Public transportation in South Africa is wrought with problems: mechanical breakdowns, operator error, and time table inconsistencies abound. I experienced all of these problems on a recent trip to Cape Town and the beach, and that eventful day stands as one of the most memorable I have experienced in South Africa.
The day began with a half hour walk from campus housing in Stellenbosch to the train station. Unbeknownst to us, the train schedule is different on Sundays, so we had to wait for 45 minutes for a train to arrive. However, due to track problems, a bus arrived instead, and it drove us five minutes down the line to the next train stop. There, we sat on the train for 45 minutes before it actually started to move. When it did begin to move, we traveled for an hour in the packed, smelly train cabin, surrounded by beggars and men selling lolly pops and nail clippers and cheetos.
Upon arrival in Cape Town, we still had to figure out how to get to Camps Bay, the beach and our ultimate goal. We ended up finding a local South African we already knew, and he bargained in Afrikaans with a man in his van. We still are not sure if this man actually ran a taxi service, or whether it was just a family van. Needless to say, for 15 South African Rand per person (approximately $1.60), we found a ride to Camps Bay.
The driver’s name was Tino. He hailed from Tanzania and had moved to South Africa because of the better economy. He was a very nice man, and we took his phone number in order to have access to another cheap ride back to the train station in the evening, with someone we knew.
The beach was lovely, although the water was frigid, and the wind blasted sand hard enough to sting.
Once it was time to go, we called Tino and he found us along the crowded beach front road. This time, Tino had is 11 year old daughter (whose name I was never able to pronounce) along for the ride. None of us wanted to ride the train again, so we bargained with Tino and decided on a price of R300 (five bucks each) for the 50 kilometers all the way back to Stellenbosch. We had no idea what we were getting ourselves into.
Tino’s van was wreck. A 20 year old Toyota Quantum, it looked and sounded like it had been driven all the way across Africa and back, maybe enduring a few off-road safaris along the way. The clutch was giving out, and it rattled and swerved all across the road at its maximum speed, which was painfully slow.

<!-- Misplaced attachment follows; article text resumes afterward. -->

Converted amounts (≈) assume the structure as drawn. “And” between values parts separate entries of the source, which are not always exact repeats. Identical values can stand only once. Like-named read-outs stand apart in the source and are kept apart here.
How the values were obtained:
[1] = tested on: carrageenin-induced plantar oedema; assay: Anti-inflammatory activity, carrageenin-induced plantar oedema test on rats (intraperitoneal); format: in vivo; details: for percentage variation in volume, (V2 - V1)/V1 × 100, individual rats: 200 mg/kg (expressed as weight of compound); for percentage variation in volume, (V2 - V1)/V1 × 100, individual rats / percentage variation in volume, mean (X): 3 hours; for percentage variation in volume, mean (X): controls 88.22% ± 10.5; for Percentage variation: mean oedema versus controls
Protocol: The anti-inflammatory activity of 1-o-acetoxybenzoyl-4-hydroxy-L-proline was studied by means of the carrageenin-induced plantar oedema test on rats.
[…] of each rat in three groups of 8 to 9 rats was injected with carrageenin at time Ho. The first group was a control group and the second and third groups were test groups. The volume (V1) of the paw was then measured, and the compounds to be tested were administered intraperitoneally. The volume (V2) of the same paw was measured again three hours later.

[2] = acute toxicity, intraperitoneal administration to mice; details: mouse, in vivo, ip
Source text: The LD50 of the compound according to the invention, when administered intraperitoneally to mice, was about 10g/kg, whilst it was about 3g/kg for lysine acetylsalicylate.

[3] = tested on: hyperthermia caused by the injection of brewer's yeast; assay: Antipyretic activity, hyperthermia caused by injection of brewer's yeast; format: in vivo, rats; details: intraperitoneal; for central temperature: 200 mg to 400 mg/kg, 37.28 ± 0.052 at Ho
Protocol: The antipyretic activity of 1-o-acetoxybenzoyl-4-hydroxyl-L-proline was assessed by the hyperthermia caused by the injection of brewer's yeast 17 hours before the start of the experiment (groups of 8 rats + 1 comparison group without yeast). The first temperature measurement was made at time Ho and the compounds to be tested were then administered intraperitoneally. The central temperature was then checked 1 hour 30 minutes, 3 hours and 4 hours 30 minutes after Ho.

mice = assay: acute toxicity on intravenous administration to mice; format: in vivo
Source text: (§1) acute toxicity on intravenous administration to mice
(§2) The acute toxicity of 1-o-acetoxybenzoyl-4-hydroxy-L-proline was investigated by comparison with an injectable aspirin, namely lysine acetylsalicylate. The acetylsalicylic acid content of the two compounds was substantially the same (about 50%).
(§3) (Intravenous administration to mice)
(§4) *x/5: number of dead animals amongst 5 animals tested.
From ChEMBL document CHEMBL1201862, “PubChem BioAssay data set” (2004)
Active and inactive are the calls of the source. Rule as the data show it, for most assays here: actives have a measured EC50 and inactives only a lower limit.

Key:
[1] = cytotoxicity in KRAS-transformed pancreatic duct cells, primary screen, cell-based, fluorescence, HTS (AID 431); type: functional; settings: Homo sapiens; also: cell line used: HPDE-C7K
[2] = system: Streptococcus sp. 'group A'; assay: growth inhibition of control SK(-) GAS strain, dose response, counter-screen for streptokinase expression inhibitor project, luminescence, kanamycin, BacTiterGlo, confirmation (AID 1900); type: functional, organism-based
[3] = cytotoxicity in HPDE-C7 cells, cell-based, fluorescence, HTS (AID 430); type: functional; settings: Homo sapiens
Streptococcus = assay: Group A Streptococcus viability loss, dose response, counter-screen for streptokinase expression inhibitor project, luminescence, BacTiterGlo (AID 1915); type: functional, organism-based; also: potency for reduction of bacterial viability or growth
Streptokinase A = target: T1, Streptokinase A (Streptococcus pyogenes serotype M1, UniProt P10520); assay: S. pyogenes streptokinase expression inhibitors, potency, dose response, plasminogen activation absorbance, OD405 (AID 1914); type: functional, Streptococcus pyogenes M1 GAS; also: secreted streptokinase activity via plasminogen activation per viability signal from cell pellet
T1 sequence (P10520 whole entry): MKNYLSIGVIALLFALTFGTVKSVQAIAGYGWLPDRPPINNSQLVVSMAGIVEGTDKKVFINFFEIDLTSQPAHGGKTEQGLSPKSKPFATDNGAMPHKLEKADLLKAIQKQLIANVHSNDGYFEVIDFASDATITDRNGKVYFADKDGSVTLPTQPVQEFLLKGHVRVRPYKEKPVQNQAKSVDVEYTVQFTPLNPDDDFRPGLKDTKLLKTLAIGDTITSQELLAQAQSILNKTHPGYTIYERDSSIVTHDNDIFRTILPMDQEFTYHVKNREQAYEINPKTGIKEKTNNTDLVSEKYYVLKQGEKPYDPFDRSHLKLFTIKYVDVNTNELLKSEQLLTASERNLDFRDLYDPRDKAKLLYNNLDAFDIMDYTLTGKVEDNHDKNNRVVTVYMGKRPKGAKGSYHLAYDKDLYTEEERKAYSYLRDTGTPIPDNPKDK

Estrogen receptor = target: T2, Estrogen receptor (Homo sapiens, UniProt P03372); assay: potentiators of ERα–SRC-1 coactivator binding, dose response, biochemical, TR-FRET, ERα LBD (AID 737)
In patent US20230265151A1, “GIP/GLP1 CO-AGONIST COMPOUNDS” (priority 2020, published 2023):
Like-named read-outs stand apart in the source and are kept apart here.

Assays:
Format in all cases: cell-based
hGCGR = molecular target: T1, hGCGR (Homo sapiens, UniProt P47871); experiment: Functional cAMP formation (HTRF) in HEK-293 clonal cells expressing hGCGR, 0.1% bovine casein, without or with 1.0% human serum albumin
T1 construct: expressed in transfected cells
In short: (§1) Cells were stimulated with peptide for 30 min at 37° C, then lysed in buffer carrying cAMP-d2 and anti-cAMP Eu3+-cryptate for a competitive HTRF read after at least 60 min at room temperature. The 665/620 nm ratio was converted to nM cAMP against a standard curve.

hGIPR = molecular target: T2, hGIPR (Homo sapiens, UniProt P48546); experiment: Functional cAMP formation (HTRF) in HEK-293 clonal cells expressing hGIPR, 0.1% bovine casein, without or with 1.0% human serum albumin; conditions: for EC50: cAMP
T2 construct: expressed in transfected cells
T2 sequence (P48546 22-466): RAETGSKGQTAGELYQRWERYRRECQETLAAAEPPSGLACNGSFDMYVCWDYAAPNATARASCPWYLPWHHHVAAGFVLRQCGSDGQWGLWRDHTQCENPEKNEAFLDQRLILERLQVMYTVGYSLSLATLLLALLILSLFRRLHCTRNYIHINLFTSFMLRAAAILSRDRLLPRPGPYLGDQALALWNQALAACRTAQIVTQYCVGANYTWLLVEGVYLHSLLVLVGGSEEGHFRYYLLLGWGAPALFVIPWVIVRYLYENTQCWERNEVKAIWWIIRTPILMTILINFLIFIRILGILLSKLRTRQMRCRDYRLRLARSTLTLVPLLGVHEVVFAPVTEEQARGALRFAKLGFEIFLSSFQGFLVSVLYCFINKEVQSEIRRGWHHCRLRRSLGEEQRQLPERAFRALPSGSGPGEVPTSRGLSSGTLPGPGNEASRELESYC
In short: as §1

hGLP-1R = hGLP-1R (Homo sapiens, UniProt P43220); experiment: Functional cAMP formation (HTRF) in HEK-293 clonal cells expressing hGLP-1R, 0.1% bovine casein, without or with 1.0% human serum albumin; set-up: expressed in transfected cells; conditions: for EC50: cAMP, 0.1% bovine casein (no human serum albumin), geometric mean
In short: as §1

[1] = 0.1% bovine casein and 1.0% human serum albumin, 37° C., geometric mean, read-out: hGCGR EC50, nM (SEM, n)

Furthermore, Tino had never been to Stellenbosch before, so we had to describe to him the way on an iPhone, and he had terrible English. However, with perseverance and Tino’s daughter’s translating skills, we were able to make it onto the main freeway.
Where we promptly ran out of petrol.
Tino ran down the battery for a while trying to restart the van on an empty tank. Then, he got out, and ran to the next exit and into a township to find some gas. We were parked on the shoulder of the highway with cars whizzing past at 100kph, right next to one of the sketchiest looking shanty towns in South Africa. Needless to say, it was a bit unsettling. Thankfully, Tino was a fast runner, and within half an hour we were off down the highway again in a cloud of black smoke.
This experience was very interesting to say the least. All of my companions came from countries (America and Sweden) where things tend to work 99% of the time. This day was our first experience with the infrastructure of a country which is much less reliable.
We were so impressed with Tino and his daughter, and the way they handled each tense situation with a quiet smile and chuckle, that we invited them to dinner on us once we got home. It must have been an incredibly awkward situation for Tino, being the only black man in a café filled with Afrikaaner people who until only recently enacted Apartheid legislation on his people. However, his daughter thoroughly enjoyed it, ordering a massive strawberry milkshake and a salad as big as her head. The milkshake disappeared; the salad went in a takeout box.
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